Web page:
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Thread: systemd - service - set start timeout

  1. #1

    Thumbs down systemd - service - set start timeout

    Hi ,

    Opensuse 13.1
    systemd 208
    +PAM +LIBWRAP +AUDIT +SELINUX -IMA +SYSVINIT +LIBCRYPTSETUP +GCRYPT +ACL +XZ


    I run this linux at vmware esxi .
    I having other problem where this linux is freezing and need to reboot manually.

    When they restart , naturally run the fsck at mount points.
    The problem is sometimes (most of times) it's stop the boot and enter into emergency mode because it's timeout the start of fsck service.
    (at lest is what I think is the problem).

    I want to change the timeout of all fsck services to timeout = 0 (no timeout) or some high value (like 10min) and avoid enter on the crappy emergency mode.

    After lot research I found any clear answer... just the possibility to change manually the service file at /usr/lib/systemd/system.
    But this look odds for me... I think should be a better way for that...

    So, how I can change the timeout of all fsck (not root) at someway where this configuration will persists after any package updates and so on.

    Thanks
    Bests regards
    Cesar

  2. #2
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    Default Re: systemd - service - set start timeout

    On 2014-05-31 03:26, ceinma wrote:

    > When they restart , naturally run the fsck at mount points.
    > The problem is sometimes (most of times) it's stop the boot and enter
    > into emergency mode because it's timeout the start of fsck service.
    > (at lest is what I think is the problem).


    What timeout? I don't understand.

    --
    Cheers / Saludos,

    Carlos E. R.
    (from 13.1 x86_64 "Bottle" at Telcontar)

  3. #3
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    Default Re: systemd - service - set start timeout

    Quote Originally Posted by ceinma View Post
    Hi ,

    Opensuse 13.1
    systemd 208
    +PAM +LIBWRAP +AUDIT +SELINUX -IMA +SYSVINIT +LIBCRYPTSETUP +GCRYPT +ACL +XZ


    I run this linux at vmware esxi .
    I having other problem where this linux is freezing and need to reboot manually.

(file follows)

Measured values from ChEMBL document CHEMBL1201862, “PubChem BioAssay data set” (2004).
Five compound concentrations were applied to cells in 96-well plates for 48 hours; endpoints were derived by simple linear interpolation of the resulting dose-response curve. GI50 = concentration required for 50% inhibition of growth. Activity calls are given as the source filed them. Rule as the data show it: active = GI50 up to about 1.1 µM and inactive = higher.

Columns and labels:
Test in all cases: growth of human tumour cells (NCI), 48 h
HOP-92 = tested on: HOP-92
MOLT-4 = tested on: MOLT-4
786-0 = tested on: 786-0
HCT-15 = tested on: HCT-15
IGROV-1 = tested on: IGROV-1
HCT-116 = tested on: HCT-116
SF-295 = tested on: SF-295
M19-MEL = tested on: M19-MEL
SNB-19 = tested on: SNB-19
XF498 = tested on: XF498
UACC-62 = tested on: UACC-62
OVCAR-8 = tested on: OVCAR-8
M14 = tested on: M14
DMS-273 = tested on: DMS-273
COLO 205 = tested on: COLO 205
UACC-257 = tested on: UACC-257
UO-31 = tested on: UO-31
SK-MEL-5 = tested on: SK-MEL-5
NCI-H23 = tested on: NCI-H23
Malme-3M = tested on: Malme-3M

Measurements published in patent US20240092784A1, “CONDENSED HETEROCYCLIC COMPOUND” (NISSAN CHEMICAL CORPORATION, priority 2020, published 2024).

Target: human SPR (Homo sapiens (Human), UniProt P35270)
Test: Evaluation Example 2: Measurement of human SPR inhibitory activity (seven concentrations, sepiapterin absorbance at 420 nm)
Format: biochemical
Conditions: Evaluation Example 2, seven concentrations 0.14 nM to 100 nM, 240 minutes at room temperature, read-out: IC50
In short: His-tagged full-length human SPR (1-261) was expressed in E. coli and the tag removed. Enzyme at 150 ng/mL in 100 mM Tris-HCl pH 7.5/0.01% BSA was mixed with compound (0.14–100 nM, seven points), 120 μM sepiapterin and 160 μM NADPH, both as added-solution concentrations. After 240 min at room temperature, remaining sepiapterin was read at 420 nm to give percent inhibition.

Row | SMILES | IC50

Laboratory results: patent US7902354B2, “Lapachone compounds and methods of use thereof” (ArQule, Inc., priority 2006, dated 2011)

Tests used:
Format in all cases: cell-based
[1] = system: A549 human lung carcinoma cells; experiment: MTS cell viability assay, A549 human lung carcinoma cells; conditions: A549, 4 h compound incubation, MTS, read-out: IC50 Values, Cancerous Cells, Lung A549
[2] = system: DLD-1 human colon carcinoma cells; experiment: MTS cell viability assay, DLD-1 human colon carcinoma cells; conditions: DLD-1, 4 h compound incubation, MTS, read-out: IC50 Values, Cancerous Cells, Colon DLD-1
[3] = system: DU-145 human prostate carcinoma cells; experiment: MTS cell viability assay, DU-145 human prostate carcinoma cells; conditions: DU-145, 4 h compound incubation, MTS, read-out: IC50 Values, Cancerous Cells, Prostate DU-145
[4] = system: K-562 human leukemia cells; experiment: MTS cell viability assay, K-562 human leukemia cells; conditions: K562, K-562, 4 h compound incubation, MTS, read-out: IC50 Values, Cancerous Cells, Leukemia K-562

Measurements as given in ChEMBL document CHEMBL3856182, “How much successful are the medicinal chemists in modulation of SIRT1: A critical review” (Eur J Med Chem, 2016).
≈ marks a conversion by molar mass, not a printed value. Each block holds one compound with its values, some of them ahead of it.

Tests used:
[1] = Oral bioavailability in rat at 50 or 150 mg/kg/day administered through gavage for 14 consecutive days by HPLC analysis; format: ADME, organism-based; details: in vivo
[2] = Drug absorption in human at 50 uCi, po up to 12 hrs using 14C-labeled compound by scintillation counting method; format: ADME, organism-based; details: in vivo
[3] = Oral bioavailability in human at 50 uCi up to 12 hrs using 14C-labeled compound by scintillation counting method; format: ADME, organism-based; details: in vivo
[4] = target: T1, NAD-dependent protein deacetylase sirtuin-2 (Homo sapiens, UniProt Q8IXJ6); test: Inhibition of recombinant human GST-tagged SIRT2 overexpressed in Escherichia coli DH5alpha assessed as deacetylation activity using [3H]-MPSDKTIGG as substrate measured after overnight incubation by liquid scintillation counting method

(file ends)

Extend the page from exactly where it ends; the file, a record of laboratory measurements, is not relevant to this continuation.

When they restart , naturally run the fsck at mount points.
    The problem is sometimes (most of times) it's stop the boot and enter into emergency mode because it's timeout the start of fsck service.
    (at lest is what I think is the problem).

    I want to change the timeout of all fsck services to timeout = 0 (no timeout) or some high value (like 10min) and avoid enter on the crappy emergency mode.

    After lot research I found any clear answer... just the possibility to change manually the service file at /usr/lib/systemd/system.
    But this look odds for me... I think should be a better way for that...

    So, how I can change the timeout of all fsck (not root) at someway where this configuration will persists after any package updates and so on.

    Thanks
    Bests regards
    Cesar
    Hi
    You can always force the filesystem check so it won't time out via a boot (kernel option) see
    Code:
    man 8 systemd-fsck@.service
    
    fsck.mode=force
    Cheers Malcolm °¿° SUSE Knowledge Partner (Linux Counter #276890)
    SUSE SLE, openSUSE Leap/Tumbleweed (x86_64) | GNOME DE
    If you find this post helpful and are logged into the web interface,
    please show your appreciation and click on the star below... Thanks!

  4. #4
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    Default Re: systemd - service - set start timeout

    Aside from what others posted, you should never modify any file in the tree under
    Code:
     /usr/lib/systemd/
    If you want to customize a Unit file, you're supposed to copy the file to the location described as follows, then modify your copy. As long as your copy exists, it will over-ride the file in the original location. If/when you want to return to the default settings you then simply delete your copy
    Code:
    cp  /usr/lib/systemd/system/Unitfile /etc/systemd/system/
    I'm curious what modification you made which you think resolves your timeout issue.

    TSU

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    Default Re: systemd - service - set start timeout

    On 2014-05-31 08:16, tsu2 wrote:

    > I'm curious what modification you made which you think resolves your
    > timeout issue.


    What is that timeout issue? :-??

    --
    Cheers / Saludos,

    Carlos E. R.
    (from 13.1 x86_64 "Bottle" at Telcontar)

  6. #6

    Default Re: systemd - service - set start timeout

    Hi Carlos,

    What is that timeout issue? :-??
    When the systemd is starting the services , it have a timeout expiration to service start or consider the service starts failed...